Do I need an International Driver’s Permit for France? I have never needed one before (7 trips), but in checking various websites and the embassy here in DC, I was told that “it is strongly recommended.” This may just be official, cover-every-angle speak but one travel forum writer said that he was asked for one at Enterprise car rental. Do you have a definitive answer or position on this? I guess better safe than sorry but they cost about $20 via AAA. Most websites say no for France, yes for Italy, Germany and Spain.

I would not risk your trip for $20; you might come across the one agent or police officer who asks for the permit. Plus, the IDP is valid for a year, a good incentive to go back to Europe.

According to the French Embassy:" You may drive with a valid U.S. driver’s license if it is accompanied by a notarized translation in French. It is strongly recommended that you carry an International Driving Permit."

Hi looking for a place in continental US for warmish weather vacation over Christmas. Two adults, one 5 year old. We've gone to Gulf Shores, Ala., a few times and liked it but want to try somewhere new.

Places on the Gulf Coast in southern Florida, such as Marco Island, Sanibel Island and Naples, will be very expensive at Christmas. It doesn't get much warmer than the mid 60s in places farther north, such as Destin, Fla., but if you liked Gulf Shores, that could be an option. Southern California could also work.  

Lots of great food there. Ćevapčići - ground meat, with onions. The Old Town has Hodzic or Zeljo, both of which are good. Restoran Libertas near the Old Town has great seafood. Inat Kuca is in an old house, across the river from the National Library / City Hall with lots of traditional Bosnian food. I went to both in April. The brewery has a good mixed grill platter and serves dark beer.

Great! Thanks for the rec. 

When I read the OP's question, it sounds like the OP is questioning why they were being quoted $3600 for two kids. I'm assuming it's b/c the airline is assuming the 1 yr old will be a lap infant and won't have it's own seat. I've never heard of airlines charging less for a seat depending on age. Unfortunately, airlines aren't like restaurants where you can buy a kids meal and pay less even though you're still taking up a seat/table in the restaurant.

Most airlines charge children occupying a seat the same fares as an adult. However, some carriers, like Southwest, offer infant and child fares on select domestic and international routes; proof of age required. I would call the airline and ask about special rates before you book.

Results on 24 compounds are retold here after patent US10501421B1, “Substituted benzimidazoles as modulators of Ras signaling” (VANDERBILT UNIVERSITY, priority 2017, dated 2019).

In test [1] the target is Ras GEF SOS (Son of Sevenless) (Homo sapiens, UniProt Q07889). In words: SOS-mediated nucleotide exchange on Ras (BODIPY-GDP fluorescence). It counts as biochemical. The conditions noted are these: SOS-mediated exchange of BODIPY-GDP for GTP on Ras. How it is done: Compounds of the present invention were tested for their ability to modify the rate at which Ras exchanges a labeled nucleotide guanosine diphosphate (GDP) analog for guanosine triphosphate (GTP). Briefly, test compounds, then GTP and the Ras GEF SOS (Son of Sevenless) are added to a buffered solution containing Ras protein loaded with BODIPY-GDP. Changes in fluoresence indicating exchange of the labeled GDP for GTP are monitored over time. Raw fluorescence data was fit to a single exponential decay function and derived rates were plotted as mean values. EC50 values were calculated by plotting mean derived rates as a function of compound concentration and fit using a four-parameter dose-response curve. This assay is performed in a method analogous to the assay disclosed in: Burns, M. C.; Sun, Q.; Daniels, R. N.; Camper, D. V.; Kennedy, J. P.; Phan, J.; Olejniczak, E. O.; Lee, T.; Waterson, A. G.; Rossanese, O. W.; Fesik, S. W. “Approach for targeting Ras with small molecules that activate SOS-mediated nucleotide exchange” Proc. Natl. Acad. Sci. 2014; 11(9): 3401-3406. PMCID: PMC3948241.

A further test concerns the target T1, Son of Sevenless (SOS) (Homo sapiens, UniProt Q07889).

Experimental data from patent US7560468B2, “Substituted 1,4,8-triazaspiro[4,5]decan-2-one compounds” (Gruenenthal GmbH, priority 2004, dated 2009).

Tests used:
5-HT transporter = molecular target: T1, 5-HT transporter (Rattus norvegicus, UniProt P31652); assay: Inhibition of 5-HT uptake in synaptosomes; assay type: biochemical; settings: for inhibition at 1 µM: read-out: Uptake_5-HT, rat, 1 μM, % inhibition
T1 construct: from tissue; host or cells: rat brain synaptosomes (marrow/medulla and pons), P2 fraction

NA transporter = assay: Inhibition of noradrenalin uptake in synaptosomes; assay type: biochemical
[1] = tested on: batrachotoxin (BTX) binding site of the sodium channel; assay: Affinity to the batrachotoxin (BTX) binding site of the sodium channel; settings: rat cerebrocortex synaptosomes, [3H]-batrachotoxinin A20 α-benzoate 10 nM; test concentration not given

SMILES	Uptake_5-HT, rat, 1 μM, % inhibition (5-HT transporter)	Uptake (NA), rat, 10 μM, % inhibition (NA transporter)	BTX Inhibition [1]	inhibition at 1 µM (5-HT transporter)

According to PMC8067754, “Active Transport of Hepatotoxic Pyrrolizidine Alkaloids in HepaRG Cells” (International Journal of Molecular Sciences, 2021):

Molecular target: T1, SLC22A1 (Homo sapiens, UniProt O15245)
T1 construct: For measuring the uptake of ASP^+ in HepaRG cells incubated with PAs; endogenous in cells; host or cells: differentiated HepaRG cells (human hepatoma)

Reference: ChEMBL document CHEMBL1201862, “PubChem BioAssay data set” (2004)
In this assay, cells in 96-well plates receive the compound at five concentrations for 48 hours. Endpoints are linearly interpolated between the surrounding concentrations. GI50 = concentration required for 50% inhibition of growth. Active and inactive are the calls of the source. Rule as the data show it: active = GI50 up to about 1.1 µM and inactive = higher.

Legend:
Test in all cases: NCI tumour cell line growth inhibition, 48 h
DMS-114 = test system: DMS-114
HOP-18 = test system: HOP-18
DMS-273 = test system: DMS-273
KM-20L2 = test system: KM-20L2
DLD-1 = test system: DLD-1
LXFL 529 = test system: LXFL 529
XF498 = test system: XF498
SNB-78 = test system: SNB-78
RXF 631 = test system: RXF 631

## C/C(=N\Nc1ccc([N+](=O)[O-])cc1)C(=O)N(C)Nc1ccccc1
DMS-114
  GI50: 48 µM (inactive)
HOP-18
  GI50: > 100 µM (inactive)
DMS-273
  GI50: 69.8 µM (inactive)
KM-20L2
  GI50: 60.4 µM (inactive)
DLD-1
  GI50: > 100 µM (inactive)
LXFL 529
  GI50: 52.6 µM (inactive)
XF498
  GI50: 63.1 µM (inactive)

Count me as someone who DISLIKES walking down a hotel hallway and seeing trash, particularly when it is left out overnight! The hotels can't be cleaning the hallways every hour, so why put the trash in the hallway? Same problem with room service trays being left out overnight. There must be a better solution.

You know, I should have included something about that in my previous answer and in the story. I don't like seeing trash in the hallway. Thanks for pointing out the oversight.

Hi. I heard something about wasps in Greece in October, when I was hoping to go. Is October a good time to go? I'm thinking earlier in the month, rather than later.

I have heard that wasps can be a nuisance in some Greek islands in late summer, but I think October should be fine. Chatters? 

New York City is world-class destination, and you should totally go for a big birthday! It is so much fun in December with the holiday window shopping on 5th Ave., street vendors selling chestnuts, holiday markets, skating in the park, awesome restaurants and museums, etc. And even though it will probably be cold, there will be plenty of interesting, fun things to do. Check out the food halls for diverse and somewhat less expensive eating options.

One very enthusiastic vote for NYC!

I'm seeing direct trains from Paris Est?!? It would really surprise me if you couldn't get a direct train.

Yes, but you have to first get there from the airport. 

Where is a good one place with reasonable price to buy travel accident insurance?

Try InsureMyTrip, QuoteWright or SquareMouth. 

I have a friend with a late November birthday. She loves to travel for her bday in the time between Christmas and Thanksgiving. As so many folks save travel days for the holidays, she can often get good deals. The last two years she has gone to the Caribbean.

It is often cheaper to travel the first 10 days or so of December, as most save vacation time for holidays before and after. 

This post emphasizes the need for comprehensive medical and repatriation insurance. If the person involved has travel insurance they would likely be covered the cost of the cruise ship back to the US as long as the case was discussed with them in advance and they agreed it was the most appropriate way to return them home. The cruise operator would also have to be notified as they would be taking on some risks as well if the person became ill once on board - though that applies to airlines as well - you need to tell them

Yes, and definitely needs to be talked out with medical professionals. 

Going to Canada next month but not renting a car. Should I take the 747 bus to my hotel in Old Montreal or is better/faster/same price to just take an Uber? There are three of us. Thanks.

Uber can cost $30-$56; the bus costs $10. So Uber divided by three . . .

I have taken that bus and enjoyed the ride. It was straightforward and convenient. As long as you are a light packer, I would choose the bus., the greener, local option.